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International Business - "natural Resources and Environmental Sustainability"

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Of the 38 nations listed by the UN as the least developed nations, 16 are landlocked. How might being landlocked contribute to slower development?

Bodies of water, unlike mountains, deserts, and tropical forests, attract people and facilitate transportation. Water as a topographical feature is an important natural resource, necessary for life and critical for industry. Water is crucial for agriculture and manufacturing, the term is "virtual water" and its use is invisible to most consumers.

Bodies of water that are significant because they provide inexpensive access to markets in the interior of various nations are called inland waterways. Switzerland benefit of the Rhine waterway, which is a system of rivers and canals that is the main transportation artery of Europe. To illustrate the Rhine's significance, one-half of Switzerland's exports and three-fourths of its imports are pass through the city of Basel, the Swiss inland port.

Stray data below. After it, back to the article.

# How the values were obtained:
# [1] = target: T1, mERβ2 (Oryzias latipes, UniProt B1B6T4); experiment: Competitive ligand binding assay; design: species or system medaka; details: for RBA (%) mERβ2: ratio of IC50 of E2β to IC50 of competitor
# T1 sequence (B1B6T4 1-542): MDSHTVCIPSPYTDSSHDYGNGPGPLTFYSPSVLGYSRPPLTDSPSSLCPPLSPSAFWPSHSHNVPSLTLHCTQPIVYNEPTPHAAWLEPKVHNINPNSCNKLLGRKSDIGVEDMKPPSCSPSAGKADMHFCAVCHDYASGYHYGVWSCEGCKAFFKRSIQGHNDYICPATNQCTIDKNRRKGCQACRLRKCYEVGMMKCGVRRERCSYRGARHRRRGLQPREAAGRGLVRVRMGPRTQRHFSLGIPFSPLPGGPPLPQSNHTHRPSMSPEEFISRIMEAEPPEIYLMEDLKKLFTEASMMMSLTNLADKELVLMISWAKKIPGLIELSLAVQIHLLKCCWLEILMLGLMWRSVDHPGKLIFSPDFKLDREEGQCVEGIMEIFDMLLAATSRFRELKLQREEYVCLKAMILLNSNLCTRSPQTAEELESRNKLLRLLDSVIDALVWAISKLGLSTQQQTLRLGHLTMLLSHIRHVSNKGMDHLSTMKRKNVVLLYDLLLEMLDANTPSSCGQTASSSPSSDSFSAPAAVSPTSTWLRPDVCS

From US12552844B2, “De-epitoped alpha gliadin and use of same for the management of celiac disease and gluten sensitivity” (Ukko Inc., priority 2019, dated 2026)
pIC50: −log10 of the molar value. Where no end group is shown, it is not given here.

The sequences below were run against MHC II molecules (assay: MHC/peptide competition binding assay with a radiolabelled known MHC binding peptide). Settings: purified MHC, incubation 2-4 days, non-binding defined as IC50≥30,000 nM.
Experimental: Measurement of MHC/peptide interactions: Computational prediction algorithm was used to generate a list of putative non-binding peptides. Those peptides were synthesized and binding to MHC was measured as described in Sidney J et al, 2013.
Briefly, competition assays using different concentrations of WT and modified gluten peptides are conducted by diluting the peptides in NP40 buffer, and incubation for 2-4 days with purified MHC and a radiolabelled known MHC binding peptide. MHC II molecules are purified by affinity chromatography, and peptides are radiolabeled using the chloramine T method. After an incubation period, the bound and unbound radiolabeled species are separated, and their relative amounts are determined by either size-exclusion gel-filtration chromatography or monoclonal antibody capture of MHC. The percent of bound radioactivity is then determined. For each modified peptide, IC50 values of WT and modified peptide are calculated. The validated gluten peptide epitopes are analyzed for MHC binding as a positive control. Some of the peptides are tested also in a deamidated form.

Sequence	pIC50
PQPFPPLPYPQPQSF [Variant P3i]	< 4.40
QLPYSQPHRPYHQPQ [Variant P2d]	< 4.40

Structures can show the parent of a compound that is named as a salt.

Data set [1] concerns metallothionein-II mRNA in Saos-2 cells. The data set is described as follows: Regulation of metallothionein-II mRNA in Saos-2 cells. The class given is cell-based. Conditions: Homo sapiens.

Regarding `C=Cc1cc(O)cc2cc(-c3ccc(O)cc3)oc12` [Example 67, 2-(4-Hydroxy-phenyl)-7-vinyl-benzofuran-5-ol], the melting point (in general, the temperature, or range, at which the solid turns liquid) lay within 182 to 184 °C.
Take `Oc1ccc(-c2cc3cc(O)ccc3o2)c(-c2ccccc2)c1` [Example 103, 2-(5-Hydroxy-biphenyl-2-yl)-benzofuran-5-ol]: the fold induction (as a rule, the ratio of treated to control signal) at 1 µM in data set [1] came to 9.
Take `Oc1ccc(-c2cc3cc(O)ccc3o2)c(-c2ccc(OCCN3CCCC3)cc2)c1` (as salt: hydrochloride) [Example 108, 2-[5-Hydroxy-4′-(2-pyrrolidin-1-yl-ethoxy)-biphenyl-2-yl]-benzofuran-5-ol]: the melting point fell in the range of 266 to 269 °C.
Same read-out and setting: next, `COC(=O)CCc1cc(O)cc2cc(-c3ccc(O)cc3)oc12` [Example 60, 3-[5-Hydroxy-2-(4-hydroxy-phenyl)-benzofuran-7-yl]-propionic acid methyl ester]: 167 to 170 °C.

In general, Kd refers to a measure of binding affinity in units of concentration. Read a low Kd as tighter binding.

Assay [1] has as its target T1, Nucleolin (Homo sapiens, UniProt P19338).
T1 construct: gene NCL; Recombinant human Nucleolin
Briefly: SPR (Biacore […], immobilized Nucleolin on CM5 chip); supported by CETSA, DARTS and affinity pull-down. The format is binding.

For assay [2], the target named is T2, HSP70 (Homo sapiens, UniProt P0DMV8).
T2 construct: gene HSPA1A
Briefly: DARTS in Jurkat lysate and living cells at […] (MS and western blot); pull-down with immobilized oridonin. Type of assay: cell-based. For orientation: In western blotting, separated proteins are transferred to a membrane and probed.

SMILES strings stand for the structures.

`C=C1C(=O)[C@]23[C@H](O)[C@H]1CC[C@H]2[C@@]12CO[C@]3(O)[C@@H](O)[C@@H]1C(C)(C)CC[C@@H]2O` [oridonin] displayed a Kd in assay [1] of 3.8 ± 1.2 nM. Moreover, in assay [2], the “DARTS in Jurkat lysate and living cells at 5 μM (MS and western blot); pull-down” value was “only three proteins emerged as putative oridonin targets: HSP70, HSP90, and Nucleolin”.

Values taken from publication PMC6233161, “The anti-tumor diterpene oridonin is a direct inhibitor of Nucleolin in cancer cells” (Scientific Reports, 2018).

In Africa, where 14 of the world's 20 landlocked developing countries are located, access to the coast is a major issue. Governments must construct costly, long truck routes and extensive feeder networks for relatively low volumes of traffic. Furthermore, governments in countries with coastlines through which the imports and exports of the landlocked nations must pass are in a position to exert considerable political influence.

Bolivia offers a good example of this struggle. It lost an outlet to the Pacific Ocean in the 1879-1883 War of the Pacific with Chile. Thus, Bolivia must ship through Arica, the free port in northern Chile, and inland waterways.

Comment on the potential of oil shale and oil sands as future energy sources.

The major oil sands are located primarily in Canada and in Venezuela. As unconventional oil development comes on-stream, oil sands and other sources of oil that is not easily recoverable, grouped together as heavy oil, are the future for oil companies. New deposits of oil sands have been discovered in Congo, as well. The sands, which contain bitumen, a tarlike crude oil, account for about 39 percent of Canada's crude oil production. Canadian reserves could meet global demand for about 5 years. Recent projections are that oil-sands production will move from 1.1 million barrels per day in 2006 to 3.0 million barrels per day by the years 2015. In addition, new technologies such as steam-assisted gravity drainage (SAGD) enable producers to reach additional resources deeply located to mine from the surface.

Oil-bearing shale is fine-grained sedimentary rock that yields 25 liters or more of liquid hydrocarbons per ton of rock when heated to 500oC. The largest source of this material is the three-state area of Utah, Colorado, and Wyoming, in the United States. Oil recoverable from processed oil shale using existing technology is estimated to be at almost



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